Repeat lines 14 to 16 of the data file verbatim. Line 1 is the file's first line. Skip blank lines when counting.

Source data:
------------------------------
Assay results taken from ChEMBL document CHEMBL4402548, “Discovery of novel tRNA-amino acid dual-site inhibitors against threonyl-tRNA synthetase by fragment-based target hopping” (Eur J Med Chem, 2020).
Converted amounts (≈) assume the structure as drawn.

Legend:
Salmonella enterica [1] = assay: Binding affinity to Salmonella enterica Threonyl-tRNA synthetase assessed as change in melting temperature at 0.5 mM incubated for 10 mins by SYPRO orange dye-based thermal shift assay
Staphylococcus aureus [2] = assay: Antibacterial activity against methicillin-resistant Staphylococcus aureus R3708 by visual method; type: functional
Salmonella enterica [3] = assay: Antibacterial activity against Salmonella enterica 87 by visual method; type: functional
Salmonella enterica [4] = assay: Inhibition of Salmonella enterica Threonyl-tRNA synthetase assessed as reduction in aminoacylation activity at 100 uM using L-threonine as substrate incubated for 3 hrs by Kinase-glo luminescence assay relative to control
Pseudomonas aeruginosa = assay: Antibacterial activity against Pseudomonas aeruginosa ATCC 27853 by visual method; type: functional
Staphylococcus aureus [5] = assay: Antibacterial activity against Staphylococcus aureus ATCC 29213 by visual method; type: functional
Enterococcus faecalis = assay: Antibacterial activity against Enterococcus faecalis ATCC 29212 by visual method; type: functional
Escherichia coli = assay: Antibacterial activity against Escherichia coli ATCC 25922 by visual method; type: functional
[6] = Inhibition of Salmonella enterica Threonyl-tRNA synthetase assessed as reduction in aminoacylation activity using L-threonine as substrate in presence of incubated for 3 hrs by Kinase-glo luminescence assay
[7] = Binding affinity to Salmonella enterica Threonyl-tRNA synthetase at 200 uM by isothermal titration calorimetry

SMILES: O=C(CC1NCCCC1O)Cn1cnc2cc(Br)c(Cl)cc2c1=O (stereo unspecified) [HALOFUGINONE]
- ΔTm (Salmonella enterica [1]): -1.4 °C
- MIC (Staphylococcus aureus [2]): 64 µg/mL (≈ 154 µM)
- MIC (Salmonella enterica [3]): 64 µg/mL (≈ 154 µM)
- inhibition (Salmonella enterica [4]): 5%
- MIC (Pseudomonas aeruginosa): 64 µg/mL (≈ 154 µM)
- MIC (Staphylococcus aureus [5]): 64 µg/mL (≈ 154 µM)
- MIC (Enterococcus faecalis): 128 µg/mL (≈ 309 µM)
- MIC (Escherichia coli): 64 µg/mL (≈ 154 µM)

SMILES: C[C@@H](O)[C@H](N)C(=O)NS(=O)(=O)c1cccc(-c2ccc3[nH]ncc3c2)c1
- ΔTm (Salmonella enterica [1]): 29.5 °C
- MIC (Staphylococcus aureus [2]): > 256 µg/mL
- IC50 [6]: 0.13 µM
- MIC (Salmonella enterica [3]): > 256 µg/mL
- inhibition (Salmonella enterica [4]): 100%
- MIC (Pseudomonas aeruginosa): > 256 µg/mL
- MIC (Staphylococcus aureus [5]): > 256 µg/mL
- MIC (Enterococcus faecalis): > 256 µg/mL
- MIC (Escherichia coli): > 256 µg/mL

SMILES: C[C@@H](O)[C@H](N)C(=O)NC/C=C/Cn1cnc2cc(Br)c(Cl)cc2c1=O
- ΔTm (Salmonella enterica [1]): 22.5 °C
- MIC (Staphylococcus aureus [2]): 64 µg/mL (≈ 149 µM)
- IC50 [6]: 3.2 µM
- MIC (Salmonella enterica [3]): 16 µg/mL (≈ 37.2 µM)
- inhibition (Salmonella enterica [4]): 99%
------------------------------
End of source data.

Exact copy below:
SMILES: O=C(CC1NCCCC1O)Cn1cnc2cc(Br)c(Cl)cc2c1=O (stereo unspecified) [HALOFUGINONE]
- ΔTm (Salmonella enterica [1]): -1.4 °C
- MIC (Staphylococcus aureus [2]): 64 µg/mL (≈ 154 µM)